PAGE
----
On Palaces

I spent last night writing a bad poem and the morning hours reading the Ice Palace from front to cover in bed under my electric blanket. 

It was surprisingly heartbreaking—who would have thought I’d be so struck by a doomed love story between two eleven-year-old Scandinavian girls?

I tried reading some Eudora Welty but felt like the mom from Little Women was lecturing me. I’m still thinking of the ice palace, at how it killed one girl and almost claimed another. But to give yourself to such a feat of beauty… 


My friend sent me this quote by Dickens. It left me paralyzed with existential dread. I can imagine her in her apartment in Thailand saying to herself, this is nice and morose, gotta send it over to Nancy. 

When I came to grad school I stopped writing things that I held close to my heart. I wonder how many years of unlearning it will take for me to be brave enough to write real stories again. 

I’m still stuck on that quotation by Alice Monroe, about how sometimes the crux of the story lies in the kitchen chairs lined up in the backyard. What an idea. To envelope your intentions neatly in a space nobody’s looking at. Genius!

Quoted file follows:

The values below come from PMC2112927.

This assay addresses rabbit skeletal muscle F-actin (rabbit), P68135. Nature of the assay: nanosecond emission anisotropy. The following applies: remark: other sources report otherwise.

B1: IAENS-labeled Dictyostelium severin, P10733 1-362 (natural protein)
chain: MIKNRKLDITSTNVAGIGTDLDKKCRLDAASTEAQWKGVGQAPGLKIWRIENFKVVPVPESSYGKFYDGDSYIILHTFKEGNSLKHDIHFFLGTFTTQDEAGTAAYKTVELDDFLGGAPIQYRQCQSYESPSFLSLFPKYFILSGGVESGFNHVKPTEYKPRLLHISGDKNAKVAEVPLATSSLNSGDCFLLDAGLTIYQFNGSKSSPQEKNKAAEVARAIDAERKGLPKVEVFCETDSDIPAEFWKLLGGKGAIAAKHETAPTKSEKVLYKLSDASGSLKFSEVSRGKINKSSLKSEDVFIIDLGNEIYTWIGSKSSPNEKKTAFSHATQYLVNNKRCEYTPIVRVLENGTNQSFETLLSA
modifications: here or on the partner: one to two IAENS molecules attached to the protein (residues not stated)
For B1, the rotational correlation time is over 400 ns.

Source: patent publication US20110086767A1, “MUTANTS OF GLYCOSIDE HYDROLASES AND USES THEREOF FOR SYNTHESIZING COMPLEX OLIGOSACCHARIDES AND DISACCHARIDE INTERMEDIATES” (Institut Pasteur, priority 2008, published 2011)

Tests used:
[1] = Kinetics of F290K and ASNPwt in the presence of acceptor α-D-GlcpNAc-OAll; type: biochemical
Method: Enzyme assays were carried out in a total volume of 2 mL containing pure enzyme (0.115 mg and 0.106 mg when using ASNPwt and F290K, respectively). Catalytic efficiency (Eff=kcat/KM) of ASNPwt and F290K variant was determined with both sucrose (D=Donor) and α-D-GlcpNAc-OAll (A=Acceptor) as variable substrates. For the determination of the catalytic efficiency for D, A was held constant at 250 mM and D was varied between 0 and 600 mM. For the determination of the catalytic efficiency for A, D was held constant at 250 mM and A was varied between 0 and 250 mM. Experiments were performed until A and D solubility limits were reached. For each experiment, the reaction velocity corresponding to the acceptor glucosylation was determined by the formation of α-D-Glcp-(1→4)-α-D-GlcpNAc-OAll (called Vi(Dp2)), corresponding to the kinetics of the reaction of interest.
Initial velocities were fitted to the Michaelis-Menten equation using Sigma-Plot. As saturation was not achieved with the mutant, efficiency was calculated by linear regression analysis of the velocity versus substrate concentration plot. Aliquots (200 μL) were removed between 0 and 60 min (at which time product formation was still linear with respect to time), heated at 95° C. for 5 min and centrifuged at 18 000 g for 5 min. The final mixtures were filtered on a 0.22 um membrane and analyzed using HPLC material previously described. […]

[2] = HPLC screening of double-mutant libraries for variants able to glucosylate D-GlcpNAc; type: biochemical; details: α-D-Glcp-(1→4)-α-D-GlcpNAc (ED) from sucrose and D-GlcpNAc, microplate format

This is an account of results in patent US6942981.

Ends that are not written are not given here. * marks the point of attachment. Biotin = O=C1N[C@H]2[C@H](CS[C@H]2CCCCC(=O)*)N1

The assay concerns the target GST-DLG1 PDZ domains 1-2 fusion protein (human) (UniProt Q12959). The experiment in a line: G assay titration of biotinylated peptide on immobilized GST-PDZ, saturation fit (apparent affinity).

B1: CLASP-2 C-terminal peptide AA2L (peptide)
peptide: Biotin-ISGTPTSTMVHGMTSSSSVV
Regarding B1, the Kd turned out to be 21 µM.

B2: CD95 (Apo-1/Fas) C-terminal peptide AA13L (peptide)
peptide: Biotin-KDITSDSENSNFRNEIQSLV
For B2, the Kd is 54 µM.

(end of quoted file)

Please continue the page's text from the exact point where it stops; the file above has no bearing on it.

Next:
The other day F. asked me what I would like to do. The question unsettled me: it doesn’t sound like a question that I have the power to answer. Wants are different than have-to-dos, and I have rarely spent time thinking about the things that I want. I have to eat, work, to continue in the path of least resistance. It frightens me how big of a dark void that becomes; I shudder at having to tightrope that line of expectancy for the rest of my life. Like, not an exaggeration, I literally shudder. I wonder what’s so big and frightening that I can’t bear to look at? 

I started reading Palace of Illusions, and for such a pulpy book, to look up suddenly and realize I’m seventy pages in, I’m either deeply avoiding grading student papers that will disappoint or actually like the stories. I’ll be honest. I hate short stories. Why am I writing them? 

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